Invisible virus is being evaluated as the next generation of compassionate cancer cures
August 10, 2012
The investigative FOXNews journalists caught up with the clinicians, nurses and researchers at California Veterinary Specialists Angel Care Cancer Center to learn how an invisible virus is being evaluated as the next generation of compassionate cancer cures in dogs, cats and people. Angel Care Cancer Center, a separate but allied non-profit research organization, the Special Care Foundation for Companion Animals and the San Diego based company Genelux have teamed up to affirm the safety an efficacy of a new cancer killing virus. The therapy includes a modification of a virus that has been used worldwide to wipe out smallpox as a threat to human health. Families who bring their beloved pets with cancer to Angel Care seek the highest level of advanced yet gentle cancer care and novel, new therapies that are likely to become the therapies of the future. The purpose of the study is to determine the optimum way of treating these dogs with cancer while taking these results to develop new approaches to enhance the cure rates in children and adults.
The CVS Angel Care Cancer Center is a comprehensive cancer center that provides direct care for patients with cancer and their families. This team offers innovative clinical research to provide the very best diagnostics and treatments available to fight against cancer. They are a group of veterinarians, veterinary nurses, and human physicians that share a mutual philosophy: science may provide a cure, but compassionate care comes from the heart. The goal is to do everything possible to not only win the fight against cancer, but to ensure the treatment is healing, not hurting.
The American College of Veterinary Ophthalmologists (ACVO) and California Veterinary Specialists are teaming up for the 7th annual public service event providing free screening eye exams to Service Animals throughout the month of May 2014. Eligible service animals are invited to receive a free eye exam from our board certified ophthalmologist. Repeat clients from past events are welcome to participate. Best of all, the Service Animal’s owner/agent will incur no cost for these screening services. It is anticipated that through these efforts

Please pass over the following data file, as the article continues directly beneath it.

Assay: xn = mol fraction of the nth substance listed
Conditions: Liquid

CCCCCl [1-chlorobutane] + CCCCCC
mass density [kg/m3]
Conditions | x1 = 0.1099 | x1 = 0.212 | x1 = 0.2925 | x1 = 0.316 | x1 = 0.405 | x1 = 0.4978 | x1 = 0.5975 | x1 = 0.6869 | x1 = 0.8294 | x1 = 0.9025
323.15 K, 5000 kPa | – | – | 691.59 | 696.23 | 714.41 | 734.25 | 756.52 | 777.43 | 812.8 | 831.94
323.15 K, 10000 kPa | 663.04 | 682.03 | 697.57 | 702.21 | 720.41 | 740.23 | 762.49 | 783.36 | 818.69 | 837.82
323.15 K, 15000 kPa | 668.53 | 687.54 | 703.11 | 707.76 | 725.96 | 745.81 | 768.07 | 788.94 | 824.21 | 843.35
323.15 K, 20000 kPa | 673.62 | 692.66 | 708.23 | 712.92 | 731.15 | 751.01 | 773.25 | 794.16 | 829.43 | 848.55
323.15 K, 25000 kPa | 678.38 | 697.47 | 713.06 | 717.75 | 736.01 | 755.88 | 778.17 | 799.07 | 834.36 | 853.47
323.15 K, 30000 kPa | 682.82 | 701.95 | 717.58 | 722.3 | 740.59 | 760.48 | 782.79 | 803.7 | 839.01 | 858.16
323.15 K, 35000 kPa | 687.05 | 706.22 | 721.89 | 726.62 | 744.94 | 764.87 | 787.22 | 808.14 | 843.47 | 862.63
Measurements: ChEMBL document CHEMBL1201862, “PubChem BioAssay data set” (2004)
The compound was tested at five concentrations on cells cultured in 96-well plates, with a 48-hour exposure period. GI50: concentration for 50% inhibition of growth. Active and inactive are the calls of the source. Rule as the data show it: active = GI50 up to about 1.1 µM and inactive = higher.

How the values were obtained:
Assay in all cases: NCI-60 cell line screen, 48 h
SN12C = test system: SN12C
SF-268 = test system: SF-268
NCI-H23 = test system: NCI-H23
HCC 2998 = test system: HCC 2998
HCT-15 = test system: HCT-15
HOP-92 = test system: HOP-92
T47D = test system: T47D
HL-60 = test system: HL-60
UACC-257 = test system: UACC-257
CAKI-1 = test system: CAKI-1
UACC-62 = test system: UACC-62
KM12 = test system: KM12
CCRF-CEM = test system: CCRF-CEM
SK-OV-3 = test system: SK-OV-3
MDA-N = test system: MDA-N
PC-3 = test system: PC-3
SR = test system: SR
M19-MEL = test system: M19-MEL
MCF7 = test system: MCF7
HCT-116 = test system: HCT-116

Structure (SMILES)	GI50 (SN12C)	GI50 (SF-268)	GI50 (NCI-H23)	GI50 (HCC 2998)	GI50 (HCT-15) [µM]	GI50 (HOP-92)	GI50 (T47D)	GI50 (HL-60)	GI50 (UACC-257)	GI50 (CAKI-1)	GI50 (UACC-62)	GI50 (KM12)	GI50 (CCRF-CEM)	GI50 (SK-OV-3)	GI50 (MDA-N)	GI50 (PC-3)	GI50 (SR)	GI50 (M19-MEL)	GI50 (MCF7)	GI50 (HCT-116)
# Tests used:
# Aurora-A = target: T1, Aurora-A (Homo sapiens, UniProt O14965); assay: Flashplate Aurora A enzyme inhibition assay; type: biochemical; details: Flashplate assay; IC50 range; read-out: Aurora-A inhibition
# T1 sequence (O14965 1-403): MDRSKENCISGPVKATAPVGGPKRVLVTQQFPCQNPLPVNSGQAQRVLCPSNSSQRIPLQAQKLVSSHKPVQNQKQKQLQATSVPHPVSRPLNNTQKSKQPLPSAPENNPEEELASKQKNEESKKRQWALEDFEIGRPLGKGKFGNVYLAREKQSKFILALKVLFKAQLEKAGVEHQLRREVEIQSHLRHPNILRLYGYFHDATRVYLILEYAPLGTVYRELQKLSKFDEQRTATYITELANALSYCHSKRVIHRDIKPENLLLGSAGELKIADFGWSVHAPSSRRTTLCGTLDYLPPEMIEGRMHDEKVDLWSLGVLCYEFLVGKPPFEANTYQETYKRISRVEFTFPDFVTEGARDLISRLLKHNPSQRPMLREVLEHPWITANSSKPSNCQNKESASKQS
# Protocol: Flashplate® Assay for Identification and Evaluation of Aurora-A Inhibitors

The word cancer is as dark and empty as the disease it defines. A diagnosis of cancer often brings with it feelings of overwhelming fear, a spiraling sense of loss of control, and most devastating of all, the loss of hope. This occurs regardless of whether the patient is a human family member or a precious pet. I know, because I am a veterinary oncologist at California Veterinary Specialists Angel Care Cancer Center and am given the honor of doing everything I can to defeat cancer in my animal patients with compassionate care. Like my fellow...
There are currently very promising developments in the treatment of canine cancer that focus on the natural immune response of the body. Cancer cells secrete elements into the blood that inhibit the immune system from killing them. The LW-2 Canine Therapy focuses on removing these harmful elements without the use of drugs, chemicals, radiation, or complicated surgical procedures. This approach is also intended to limit the possibilities and side effects traditionally associated with cancer treatments.
MURRIETA, CALIF. — California Veterinary Specialists Angel Care Center (CVS Angel Care) was named March Business of the Month by Assemblywoman Melissa Melendez for the Center’s canine cancer clinical trials using Voyager, a new and revolutionary non-invasive anti-cancer medical device. “We are overjoyed to receive this award from Assemblywoman Melendez for our work to eliminate cancer in pets,” said Dr. Greg Ogilvie, founder of CVS Angel Care. “Voyager has the potential to save hundreds of thousands of lives and has given families of...
We are in a process developing a new therapy for dogs with lymphoma that harnesses the immune system to destroy its own cancer. With appropriate therapy we are able to not only enhance and improve their quality of life but also extend that life and reduce the need for chemotherapy. This non-invasive, fully-funded study is one in which we take animals that have lymphoma and willing families who are excited about exploring new opportunities that will enhance and improve the quality of life of a pet with cancer. The veterinary health team...